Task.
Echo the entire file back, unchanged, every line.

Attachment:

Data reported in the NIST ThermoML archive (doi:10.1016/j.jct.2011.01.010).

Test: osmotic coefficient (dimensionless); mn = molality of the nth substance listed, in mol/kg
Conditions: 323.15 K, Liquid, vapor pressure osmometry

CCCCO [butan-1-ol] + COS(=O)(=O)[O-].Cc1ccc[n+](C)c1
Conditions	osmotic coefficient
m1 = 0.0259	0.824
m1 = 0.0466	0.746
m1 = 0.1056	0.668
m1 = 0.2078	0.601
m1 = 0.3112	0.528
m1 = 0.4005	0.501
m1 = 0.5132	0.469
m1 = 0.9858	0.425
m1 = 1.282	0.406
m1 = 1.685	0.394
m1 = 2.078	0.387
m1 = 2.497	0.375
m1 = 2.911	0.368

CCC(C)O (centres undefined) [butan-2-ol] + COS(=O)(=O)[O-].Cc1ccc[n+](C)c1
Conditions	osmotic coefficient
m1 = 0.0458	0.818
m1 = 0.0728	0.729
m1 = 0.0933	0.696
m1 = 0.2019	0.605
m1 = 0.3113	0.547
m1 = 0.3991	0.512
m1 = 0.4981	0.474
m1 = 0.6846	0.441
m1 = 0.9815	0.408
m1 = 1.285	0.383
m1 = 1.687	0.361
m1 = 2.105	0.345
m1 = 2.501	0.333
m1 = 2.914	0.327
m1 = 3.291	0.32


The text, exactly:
Data reported in the NIST ThermoML archive (doi:10.1016/j.jct.2011.01.010).

Test: osmotic coefficient (dimensionless); mn = molality of the nth substance listed, in mol/kg
Conditions: 323.15 K, Liquid, vapor pressure osmometry

CCCCO [butan-1-ol] + COS(=O)(=O)[O-].Cc1ccc[n+](C)c1
Conditions	osmotic coefficient
m1 = 0.0259	0.824
m1 = 0.0466	0.746
m1 = 0.1056	0.668
m1 = 0.2078	0.601
m1 = 0.3112	0.528
m1 = 0.4005	0.501
m1 = 0.5132	0.469
m1 = 0.9858	0.425
m1 = 1.282	0.406
m1 = 1.685	0.394
m1 = 2.078	0.387
m1 = 2.497	0.375
m1 = 2.911	0.368

CCC(C)O (centres undefined) [butan-2-ol] + COS(=O)(=O)[O-].Cc1ccc[n+](C)c1
Conditions	osmotic coefficient
m1 = 0.0458	0.818
m1 = 0.0728	0.729
m1 = 0.0933	0.696
m1 = 0.2019	0.605
m1 = 0.3113	0.547
m1 = 0.3991	0.512
m1 = 0.4981	0.474
m1 = 0.6846	0.441
m1 = 0.9815	0.408
m1 = 1.285	0.383
m1 = 1.687	0.361
m1 = 2.105	0.345
m1 = 2.501	0.333
m1 = 2.914	0.327
m1 = 3.291	0.32